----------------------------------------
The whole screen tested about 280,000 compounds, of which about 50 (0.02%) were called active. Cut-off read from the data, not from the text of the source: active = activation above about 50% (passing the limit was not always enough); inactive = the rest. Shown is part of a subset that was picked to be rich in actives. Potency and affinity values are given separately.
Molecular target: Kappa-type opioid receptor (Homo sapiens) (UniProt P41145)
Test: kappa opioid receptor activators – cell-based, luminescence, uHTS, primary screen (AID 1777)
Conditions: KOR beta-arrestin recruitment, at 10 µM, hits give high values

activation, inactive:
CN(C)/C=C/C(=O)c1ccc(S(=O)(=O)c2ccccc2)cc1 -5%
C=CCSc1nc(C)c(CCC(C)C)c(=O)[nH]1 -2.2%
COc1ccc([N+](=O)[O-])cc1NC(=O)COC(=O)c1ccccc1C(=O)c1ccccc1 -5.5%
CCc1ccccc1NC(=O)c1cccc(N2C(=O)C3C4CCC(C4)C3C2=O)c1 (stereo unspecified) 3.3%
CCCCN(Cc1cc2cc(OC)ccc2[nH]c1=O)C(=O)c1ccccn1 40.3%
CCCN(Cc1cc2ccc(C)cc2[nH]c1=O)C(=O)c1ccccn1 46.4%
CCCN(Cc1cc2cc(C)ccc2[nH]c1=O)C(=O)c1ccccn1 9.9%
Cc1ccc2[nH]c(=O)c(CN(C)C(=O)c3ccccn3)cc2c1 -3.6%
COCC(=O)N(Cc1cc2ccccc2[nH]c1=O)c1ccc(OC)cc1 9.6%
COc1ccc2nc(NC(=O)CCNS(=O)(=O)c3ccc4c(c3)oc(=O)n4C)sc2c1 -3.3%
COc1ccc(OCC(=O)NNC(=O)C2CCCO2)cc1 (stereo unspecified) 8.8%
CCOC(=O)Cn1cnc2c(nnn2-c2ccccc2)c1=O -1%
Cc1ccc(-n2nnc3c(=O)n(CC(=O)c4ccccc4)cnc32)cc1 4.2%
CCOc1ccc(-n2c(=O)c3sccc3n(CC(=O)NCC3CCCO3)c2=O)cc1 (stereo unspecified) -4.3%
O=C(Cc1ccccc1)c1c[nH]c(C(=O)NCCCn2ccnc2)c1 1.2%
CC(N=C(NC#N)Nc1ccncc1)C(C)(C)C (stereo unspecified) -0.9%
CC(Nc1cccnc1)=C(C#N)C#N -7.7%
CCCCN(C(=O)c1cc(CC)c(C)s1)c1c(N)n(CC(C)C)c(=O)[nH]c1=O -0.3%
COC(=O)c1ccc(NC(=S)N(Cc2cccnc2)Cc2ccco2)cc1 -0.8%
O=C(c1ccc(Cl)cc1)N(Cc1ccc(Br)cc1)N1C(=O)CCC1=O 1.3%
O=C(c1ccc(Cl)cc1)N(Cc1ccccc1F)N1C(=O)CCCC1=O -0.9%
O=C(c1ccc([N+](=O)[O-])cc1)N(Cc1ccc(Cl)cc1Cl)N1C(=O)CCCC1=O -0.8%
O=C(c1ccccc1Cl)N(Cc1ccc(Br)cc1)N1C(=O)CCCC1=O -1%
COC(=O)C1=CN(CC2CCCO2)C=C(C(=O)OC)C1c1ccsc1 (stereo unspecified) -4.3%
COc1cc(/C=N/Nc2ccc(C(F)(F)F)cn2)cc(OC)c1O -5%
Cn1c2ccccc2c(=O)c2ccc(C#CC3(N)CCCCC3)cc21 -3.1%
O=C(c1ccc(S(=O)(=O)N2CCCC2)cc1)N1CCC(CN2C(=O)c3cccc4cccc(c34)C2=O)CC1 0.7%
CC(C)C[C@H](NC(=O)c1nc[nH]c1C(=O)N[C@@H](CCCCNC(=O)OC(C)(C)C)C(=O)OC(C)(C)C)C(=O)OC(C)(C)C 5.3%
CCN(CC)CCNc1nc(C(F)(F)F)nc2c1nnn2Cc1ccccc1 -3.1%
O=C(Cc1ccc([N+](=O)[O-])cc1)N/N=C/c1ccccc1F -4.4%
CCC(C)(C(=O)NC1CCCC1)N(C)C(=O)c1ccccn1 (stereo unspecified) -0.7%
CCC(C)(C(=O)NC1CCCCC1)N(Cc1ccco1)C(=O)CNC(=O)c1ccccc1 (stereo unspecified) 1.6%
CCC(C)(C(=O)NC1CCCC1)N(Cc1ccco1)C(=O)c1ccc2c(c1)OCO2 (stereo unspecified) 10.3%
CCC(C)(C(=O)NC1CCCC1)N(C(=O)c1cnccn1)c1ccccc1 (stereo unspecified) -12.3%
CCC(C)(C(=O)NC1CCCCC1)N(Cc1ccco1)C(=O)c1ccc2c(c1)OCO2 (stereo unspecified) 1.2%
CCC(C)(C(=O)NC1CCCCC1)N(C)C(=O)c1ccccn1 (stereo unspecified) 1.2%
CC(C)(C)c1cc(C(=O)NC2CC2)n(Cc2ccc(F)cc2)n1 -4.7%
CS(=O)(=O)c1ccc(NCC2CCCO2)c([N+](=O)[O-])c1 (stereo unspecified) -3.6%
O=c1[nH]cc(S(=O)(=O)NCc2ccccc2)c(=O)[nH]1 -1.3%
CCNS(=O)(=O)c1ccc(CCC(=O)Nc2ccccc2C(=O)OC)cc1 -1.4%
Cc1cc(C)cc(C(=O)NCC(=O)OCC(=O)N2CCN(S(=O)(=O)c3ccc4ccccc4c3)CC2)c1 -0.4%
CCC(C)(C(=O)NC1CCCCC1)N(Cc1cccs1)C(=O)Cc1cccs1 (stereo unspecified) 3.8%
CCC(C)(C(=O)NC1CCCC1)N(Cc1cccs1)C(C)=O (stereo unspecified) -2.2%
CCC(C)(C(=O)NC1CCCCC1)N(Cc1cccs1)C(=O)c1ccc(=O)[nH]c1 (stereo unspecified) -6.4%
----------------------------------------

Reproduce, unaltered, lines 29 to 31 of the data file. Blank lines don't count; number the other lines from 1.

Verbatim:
COC(=O)C1=CN(CC2CCCO2)C=C(C(=O)OC)C1c1ccsc1 (stereo unspecified) -4.3%
COc1cc(/C=N/Nc2ccc(C(F)(F)F)cn2)cc(OC)c1O -5%
Cn1c2ccccc2c(=O)c2ccc(C#CC3(N)CCCCC3)cc21 -3.1%